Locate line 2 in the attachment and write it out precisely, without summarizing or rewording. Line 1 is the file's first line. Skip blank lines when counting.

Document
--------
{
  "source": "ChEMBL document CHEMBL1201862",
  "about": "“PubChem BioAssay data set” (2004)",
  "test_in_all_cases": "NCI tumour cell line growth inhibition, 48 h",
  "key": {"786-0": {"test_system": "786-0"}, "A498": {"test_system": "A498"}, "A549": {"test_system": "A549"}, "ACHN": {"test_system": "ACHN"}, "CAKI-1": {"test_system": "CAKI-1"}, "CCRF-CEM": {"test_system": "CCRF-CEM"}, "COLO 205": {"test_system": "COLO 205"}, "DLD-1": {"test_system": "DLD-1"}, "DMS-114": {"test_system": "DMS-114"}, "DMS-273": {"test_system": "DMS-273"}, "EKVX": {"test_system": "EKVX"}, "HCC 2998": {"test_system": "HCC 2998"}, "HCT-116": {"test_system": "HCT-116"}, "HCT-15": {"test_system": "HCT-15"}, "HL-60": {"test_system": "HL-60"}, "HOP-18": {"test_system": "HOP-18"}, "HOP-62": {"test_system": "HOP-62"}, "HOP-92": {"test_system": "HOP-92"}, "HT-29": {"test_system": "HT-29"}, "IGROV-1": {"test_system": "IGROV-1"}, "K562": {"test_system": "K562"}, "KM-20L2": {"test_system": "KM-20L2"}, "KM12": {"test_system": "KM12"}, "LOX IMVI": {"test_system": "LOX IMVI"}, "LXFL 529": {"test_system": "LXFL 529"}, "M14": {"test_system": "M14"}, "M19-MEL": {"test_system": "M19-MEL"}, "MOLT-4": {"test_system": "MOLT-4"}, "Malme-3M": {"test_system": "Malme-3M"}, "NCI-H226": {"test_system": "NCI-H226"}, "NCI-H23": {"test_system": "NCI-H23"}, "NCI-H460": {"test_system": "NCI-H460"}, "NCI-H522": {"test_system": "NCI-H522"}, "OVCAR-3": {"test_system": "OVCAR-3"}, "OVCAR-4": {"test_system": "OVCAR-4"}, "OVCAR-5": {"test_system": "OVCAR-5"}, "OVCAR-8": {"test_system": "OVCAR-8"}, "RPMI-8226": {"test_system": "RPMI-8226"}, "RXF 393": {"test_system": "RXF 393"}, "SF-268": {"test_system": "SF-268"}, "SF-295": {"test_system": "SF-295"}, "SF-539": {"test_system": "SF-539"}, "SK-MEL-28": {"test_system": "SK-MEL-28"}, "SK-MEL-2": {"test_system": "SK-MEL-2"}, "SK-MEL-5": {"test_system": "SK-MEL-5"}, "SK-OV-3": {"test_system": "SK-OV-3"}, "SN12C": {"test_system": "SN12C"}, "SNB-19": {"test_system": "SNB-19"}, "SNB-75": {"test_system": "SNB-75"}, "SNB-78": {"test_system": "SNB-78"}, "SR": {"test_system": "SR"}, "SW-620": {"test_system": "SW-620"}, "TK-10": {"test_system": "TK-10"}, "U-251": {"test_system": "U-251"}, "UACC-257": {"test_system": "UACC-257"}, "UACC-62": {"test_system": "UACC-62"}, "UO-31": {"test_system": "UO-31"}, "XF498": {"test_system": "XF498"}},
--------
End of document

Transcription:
  "source": "ChEMBL document CHEMBL1201862",